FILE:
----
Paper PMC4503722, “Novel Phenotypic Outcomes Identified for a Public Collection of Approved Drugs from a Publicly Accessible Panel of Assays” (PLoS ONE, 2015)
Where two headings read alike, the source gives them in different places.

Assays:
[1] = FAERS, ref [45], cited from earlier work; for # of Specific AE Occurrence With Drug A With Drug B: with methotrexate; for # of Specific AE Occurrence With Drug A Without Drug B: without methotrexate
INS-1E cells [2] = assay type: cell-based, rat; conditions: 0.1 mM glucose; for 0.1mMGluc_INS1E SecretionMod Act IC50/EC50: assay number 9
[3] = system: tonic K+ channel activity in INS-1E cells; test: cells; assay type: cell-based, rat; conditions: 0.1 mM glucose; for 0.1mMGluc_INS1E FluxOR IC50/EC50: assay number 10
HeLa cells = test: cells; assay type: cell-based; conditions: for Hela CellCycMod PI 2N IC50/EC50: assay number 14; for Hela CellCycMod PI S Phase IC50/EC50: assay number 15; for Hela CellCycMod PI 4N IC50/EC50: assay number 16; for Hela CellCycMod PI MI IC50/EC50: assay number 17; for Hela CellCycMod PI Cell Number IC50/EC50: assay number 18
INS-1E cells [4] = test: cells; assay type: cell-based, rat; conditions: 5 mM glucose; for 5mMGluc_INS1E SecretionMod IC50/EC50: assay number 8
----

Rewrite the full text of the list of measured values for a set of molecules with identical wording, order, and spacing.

Paper PMC4503722, “Novel Phenotypic Outcomes Identified for a Public Collection of Approved Drugs from a Publicly Accessible Panel of Assays” (PLoS ONE, 2015)
Where two headings read alike, the source gives them in different places.

Assays:
[1] = FAERS, ref [45], cited from earlier work; for # of Specific AE Occurrence With Drug A With Drug B: with methotrexate; for # of Specific AE Occurrence With Drug A Without Drug B: without methotrexate
INS-1E cells [2] = assay type: cell-based, rat; conditions: 0.1 mM glucose; for 0.1mMGluc_INS1E SecretionMod Act IC50/EC50: assay number 9
[3] = system: tonic K+ channel activity in INS-1E cells; test: cells; assay type: cell-based, rat; conditions: 0.1 mM glucose; for 0.1mMGluc_INS1E FluxOR IC50/EC50: assay number 10
HeLa cells = test: cells; assay type: cell-based; conditions: for Hela CellCycMod PI 2N IC50/EC50: assay number 14; for Hela CellCycMod PI S Phase IC50/EC50: assay number 15; for Hela CellCycMod PI 4N IC50/EC50: assay number 16; for Hela CellCycMod PI MI IC50/EC50: assay number 17; for Hela CellCycMod PI Cell Number IC50/EC50: assay number 18
INS-1E cells [4] = test: cells; assay type: cell-based, rat; conditions: 5 mM glucose; for 5mMGluc_INS1E SecretionMod IC50/EC50: assay number 8